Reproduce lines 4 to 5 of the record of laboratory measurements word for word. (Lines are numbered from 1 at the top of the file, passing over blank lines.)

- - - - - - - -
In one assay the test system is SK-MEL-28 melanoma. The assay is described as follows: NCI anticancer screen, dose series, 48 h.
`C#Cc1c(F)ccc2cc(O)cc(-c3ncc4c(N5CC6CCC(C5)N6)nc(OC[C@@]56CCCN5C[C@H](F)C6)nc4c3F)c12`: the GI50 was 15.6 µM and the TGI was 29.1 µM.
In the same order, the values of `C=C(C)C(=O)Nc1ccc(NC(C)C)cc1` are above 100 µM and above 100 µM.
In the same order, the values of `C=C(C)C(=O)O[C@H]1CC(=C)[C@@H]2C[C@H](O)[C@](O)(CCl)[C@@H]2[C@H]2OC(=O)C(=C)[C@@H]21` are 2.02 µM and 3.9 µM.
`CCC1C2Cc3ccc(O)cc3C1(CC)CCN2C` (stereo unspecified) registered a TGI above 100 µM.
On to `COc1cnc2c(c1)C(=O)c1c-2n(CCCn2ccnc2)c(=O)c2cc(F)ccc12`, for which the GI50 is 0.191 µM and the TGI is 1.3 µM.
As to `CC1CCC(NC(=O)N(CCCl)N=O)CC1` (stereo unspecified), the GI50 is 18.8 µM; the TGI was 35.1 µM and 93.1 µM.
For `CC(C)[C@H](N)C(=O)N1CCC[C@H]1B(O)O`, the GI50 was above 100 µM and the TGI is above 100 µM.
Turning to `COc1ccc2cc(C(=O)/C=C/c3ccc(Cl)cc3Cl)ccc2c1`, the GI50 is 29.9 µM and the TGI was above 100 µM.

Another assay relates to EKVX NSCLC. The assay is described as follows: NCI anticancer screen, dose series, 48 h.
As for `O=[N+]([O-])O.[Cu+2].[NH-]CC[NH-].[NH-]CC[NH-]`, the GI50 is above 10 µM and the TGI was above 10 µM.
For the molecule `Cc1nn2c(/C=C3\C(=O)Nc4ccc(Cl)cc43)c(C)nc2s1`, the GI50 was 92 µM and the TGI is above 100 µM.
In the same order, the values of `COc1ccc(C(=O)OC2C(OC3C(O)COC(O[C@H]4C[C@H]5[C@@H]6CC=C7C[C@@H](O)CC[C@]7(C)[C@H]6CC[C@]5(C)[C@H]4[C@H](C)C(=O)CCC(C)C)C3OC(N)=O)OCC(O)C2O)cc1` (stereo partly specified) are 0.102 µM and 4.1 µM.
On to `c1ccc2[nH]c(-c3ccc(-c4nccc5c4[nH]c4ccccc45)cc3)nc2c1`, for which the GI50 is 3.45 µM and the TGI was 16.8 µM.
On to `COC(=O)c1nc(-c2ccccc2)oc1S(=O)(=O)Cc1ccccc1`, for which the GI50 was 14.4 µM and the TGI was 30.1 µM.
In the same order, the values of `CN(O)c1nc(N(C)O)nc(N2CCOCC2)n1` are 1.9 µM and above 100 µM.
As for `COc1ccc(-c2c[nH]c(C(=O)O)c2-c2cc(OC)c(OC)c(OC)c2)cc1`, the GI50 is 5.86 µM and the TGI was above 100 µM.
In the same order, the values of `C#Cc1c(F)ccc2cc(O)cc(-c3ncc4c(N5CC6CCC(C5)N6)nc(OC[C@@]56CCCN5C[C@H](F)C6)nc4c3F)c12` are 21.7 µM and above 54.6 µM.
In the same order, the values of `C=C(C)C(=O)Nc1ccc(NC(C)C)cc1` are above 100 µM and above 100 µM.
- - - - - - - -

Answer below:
In the same order, the values of `C=C(C)C(=O)O[C@H]1CC(=C)[C@@H]2C[C@H](O)[C@](O)(CCl)[C@@H]2[C@H]2OC(=O)C(=C)[C@@H]21` are 2.02 µM and 3.9 µM.
`CCC1C2Cc3ccc(O)cc3C1(CC)CCN2C` (stereo unspecified) registered a TGI above 100 µM.